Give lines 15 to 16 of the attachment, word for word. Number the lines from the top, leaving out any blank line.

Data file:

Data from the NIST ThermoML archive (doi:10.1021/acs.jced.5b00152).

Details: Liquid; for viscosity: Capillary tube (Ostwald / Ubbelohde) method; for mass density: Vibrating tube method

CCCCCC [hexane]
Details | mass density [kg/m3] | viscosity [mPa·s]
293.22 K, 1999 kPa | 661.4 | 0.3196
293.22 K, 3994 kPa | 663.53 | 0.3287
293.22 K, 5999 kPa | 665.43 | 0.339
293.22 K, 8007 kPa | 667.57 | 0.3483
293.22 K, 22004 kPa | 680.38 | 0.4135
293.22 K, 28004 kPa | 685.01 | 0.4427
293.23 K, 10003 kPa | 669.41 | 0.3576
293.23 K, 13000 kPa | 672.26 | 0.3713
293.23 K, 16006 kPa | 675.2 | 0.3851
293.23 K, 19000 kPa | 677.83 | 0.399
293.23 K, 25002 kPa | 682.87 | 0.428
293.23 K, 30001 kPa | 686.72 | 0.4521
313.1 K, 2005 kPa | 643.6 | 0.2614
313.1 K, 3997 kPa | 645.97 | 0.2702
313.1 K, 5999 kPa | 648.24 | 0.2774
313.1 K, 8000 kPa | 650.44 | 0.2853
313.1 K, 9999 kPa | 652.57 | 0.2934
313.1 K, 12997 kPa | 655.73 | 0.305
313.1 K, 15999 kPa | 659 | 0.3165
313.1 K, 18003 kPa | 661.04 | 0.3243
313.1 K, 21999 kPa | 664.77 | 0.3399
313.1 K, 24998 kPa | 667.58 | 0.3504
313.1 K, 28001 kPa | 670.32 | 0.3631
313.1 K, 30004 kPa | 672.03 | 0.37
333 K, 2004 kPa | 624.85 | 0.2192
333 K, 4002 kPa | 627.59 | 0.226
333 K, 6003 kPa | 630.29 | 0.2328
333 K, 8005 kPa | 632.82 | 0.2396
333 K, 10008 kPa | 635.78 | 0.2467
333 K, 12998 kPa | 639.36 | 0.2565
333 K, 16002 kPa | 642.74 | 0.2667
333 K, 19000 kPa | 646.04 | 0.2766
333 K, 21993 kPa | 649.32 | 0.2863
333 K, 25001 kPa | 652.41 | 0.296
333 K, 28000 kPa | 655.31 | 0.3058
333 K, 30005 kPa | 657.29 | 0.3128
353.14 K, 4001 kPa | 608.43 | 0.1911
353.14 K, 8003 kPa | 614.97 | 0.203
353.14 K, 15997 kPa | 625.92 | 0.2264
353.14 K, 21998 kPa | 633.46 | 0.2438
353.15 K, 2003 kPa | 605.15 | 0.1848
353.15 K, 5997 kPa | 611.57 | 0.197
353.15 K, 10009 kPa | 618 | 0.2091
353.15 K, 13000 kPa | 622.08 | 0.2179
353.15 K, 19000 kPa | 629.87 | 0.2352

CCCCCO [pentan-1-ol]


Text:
293.23 K, 25002 kPa | 682.87 | 0.428
293.23 K, 30001 kPa | 686.72 | 0.4521